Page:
Butterflies of the Amazon Rainforest. Part Two. Swallowtails and Pierids.
Butterflies are exquisite creatures, simply breathtaking, but they don’t obey the rules of beauty. They can often be found in the strangest, ugliest places.
Swallowtails are beautiful butterflies that come in a variety of colours, from a jet black with either scarlet or emerald edging to soft turquoise with black edging and many more. Their hind wing has a tail-like projection that gives the butterfly its name.
They feed from the nectar in flowers, but could also be found on the perfumed soaps we used for washing up. An ugly backdrop of tatty steel pads, worn brushes and scruffy sponges only accentuated their delicate, extraordinary beauty.
They also came and settled on my hands and arms when I sat by the river. Taking moisture with their long black tongues or proboscis and tickling my skin with their three pairs of cotton-thin legs.
Pierid butterflies were also attracted to the washing up equipment left by us on the harbour decking. They often came in flocks.
Small and pale yellow/yellowish-green in colour with tiny eyes on the wings, the pierids resembled European Brimstones. They feed on nectar in flowers.
Apparently Pierids were called the ‘butter-coloured’ fly by early British naturalists, thereby giving these insects their common, collective name.
The proper name for a flock of butterflies is a swarm or rabble. How strange…can’t think of a worse description for creatures of such delicate beauty.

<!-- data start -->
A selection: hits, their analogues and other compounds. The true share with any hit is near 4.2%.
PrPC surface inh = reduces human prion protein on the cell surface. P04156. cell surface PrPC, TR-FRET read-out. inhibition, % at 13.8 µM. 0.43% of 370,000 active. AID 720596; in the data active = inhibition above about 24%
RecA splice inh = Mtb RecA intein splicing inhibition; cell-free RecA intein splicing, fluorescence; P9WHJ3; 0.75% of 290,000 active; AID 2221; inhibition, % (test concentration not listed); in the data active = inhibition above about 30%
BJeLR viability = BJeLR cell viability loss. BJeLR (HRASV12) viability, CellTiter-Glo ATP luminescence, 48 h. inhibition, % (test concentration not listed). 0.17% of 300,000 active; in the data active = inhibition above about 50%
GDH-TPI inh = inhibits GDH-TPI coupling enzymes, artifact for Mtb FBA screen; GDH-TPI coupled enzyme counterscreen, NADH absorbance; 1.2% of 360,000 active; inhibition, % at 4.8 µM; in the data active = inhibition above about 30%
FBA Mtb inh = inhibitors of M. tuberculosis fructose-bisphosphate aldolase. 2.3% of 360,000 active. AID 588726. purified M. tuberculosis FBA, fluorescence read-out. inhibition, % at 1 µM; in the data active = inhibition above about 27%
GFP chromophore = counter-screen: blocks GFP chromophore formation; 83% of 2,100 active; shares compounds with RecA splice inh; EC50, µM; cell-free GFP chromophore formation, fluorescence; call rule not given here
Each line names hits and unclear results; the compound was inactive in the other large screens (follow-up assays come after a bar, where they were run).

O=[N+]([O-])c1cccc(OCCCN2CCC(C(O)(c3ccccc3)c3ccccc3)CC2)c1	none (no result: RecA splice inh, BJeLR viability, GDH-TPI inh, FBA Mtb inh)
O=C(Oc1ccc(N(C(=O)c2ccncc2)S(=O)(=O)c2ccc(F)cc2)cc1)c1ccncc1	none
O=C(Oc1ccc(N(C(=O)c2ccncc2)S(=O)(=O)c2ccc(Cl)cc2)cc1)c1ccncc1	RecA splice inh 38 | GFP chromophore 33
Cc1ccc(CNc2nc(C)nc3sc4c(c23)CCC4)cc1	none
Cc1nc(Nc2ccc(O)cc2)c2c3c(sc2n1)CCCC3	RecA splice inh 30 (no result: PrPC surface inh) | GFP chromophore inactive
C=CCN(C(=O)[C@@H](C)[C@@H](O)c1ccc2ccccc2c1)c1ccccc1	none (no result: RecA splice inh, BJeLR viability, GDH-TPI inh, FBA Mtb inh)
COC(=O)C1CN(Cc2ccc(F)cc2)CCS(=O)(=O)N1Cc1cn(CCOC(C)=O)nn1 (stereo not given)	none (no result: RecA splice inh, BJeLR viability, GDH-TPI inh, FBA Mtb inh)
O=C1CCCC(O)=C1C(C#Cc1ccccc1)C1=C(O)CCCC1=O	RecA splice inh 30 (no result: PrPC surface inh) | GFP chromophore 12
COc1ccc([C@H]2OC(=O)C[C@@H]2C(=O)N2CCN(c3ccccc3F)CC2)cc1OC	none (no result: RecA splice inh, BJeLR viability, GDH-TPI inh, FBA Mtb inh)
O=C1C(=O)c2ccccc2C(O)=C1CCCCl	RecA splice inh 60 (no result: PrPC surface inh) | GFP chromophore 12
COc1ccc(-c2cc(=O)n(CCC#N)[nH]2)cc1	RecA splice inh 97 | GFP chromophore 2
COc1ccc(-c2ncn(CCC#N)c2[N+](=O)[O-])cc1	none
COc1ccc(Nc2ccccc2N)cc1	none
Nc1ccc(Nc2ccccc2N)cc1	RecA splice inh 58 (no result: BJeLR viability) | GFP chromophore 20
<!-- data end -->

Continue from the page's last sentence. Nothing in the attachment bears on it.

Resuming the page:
There are thousands of species of Butterfly and Moth in the Amazon Rainforest.
Here are just three types:
The beautiful swallow tails would come and suck moisture from my skin. Their black legs and tongues, as thin as a strand of cotton, tickled. There is something about the shape of these butterflies with their forked tails, which is immensely pleasing and the colours are astonishing. Scarlet and black, turquoise and black, black with a sharp green edge, gorgeous.
When not on my skin, they would take the moisture from cleaning sponges and soaps left on the harbour side for washing up.
The Owl butterfly preferred the wooden legs of the lodge and could have blended into the wood with their brown and cream colouring, had it not been for the distinctive eyes on each wing, which deterred predators. They are amongst the largest of the forests butterflies.
The small, dead moth, I found on the table. Beautiful even in death.
Zebra-Heliconius Butterflies are one of the thousands of butterflies that fly through the forest every day.
They are nectar feeders, favouring Passiflora, but as can be seen they have a soft spot for water melon. I would cut them a large slice just so I could watch them.
The adult Zebra butterfly is toxic to potential predators ie. birds, reptiles and amphibians, so is able to wander through the forest at a leisurely pace.